The hobo nickel, an early form of creative currency modification, had its heyday during the circulation run of the Buffalo nickel, from 1913 to 1938. Since they were small, cheap and easier to carve, they were popular with hobos, who often used them to trade for food and goods. (Jefferson nickels and other denominations were used, but the old "Indian Head" design was considered best because the large profile gave the artists a greater area to work with and allowed for finer detail.)
The period from 1940 to the late '70s saw the Buffalo nickel almost completely fade from circulation and with this, the styles took a decided turn to the modern. In the early 1980s, there was a resurgence of hobo nickel carving and collecting and this time period marks the separation between the "old" and "modern" eras.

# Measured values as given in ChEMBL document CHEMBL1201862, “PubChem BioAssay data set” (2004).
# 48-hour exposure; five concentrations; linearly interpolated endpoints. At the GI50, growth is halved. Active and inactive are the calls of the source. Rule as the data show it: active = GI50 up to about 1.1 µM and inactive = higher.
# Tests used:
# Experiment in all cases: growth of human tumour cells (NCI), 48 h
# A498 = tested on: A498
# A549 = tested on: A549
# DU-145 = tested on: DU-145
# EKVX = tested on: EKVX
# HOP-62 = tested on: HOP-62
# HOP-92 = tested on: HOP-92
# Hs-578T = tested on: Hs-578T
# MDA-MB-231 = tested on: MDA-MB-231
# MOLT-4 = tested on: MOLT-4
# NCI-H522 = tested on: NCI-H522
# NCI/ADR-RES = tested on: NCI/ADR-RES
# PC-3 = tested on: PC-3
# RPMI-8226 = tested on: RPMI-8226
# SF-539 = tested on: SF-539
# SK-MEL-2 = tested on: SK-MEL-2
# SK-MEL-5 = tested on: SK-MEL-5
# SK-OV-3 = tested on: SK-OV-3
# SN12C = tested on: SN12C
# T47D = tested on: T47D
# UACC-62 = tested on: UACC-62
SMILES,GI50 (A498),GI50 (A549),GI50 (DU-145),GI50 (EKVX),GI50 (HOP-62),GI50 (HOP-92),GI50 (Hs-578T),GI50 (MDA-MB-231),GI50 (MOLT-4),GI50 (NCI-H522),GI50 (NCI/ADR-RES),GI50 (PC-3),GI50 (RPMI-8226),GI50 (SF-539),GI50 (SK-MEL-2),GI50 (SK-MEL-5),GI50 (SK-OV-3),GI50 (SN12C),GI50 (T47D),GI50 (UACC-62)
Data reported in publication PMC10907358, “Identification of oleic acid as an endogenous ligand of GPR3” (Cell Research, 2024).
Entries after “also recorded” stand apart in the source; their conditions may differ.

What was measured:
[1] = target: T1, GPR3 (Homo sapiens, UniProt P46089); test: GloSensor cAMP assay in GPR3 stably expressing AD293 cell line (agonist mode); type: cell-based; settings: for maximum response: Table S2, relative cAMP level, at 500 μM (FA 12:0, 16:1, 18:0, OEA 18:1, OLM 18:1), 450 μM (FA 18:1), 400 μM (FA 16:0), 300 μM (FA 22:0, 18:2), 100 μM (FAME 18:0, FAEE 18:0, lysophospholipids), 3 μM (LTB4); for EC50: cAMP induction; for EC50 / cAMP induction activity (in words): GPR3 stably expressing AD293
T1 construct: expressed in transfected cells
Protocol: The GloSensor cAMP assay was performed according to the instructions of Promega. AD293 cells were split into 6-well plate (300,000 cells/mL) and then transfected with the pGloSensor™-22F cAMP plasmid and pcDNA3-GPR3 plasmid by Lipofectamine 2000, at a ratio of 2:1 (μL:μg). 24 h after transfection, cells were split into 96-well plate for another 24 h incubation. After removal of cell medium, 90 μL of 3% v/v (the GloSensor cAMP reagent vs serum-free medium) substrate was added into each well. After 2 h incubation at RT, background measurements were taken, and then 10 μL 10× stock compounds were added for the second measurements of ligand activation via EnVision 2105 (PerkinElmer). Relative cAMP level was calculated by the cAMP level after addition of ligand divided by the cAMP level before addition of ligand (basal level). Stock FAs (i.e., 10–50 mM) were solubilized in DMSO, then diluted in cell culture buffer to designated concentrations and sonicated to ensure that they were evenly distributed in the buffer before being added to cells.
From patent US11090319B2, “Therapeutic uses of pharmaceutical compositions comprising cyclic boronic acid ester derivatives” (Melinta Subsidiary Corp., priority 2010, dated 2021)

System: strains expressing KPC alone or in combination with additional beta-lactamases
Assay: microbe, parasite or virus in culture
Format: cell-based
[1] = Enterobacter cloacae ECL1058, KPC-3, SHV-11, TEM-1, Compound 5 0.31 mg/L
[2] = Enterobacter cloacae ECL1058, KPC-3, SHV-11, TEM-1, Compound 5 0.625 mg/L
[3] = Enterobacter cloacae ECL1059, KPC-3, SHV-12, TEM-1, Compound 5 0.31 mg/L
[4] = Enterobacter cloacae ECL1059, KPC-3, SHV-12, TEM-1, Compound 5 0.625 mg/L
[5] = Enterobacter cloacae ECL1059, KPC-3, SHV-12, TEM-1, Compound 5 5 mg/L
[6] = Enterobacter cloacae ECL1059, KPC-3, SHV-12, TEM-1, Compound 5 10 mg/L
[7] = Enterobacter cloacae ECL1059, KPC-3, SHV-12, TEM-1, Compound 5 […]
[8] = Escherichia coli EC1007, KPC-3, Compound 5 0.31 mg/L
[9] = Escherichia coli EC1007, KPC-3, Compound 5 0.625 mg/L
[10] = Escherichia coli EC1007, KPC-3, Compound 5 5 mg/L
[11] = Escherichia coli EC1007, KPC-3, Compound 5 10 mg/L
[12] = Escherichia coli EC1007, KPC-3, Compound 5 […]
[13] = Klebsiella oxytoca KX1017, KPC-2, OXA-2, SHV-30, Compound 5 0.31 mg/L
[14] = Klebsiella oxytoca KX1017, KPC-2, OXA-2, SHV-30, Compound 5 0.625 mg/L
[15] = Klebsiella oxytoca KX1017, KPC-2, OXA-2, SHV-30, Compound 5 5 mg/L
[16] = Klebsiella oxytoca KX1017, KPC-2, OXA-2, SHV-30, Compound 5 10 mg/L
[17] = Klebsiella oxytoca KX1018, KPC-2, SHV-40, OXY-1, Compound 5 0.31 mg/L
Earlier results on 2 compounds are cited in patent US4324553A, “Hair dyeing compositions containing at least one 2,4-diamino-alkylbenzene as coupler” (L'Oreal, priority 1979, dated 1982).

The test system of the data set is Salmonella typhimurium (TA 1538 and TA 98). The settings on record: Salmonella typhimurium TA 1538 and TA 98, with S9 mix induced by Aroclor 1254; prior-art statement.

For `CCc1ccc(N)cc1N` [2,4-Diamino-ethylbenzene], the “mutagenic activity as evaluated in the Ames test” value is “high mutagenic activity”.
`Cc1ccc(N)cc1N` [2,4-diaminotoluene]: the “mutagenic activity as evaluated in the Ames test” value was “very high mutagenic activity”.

You can find many examples, old and new, at The Original Hobo Nickel Society.
Wikipedia provides a serviceable survey of the topic.
thanks to Ledgergermane for tip!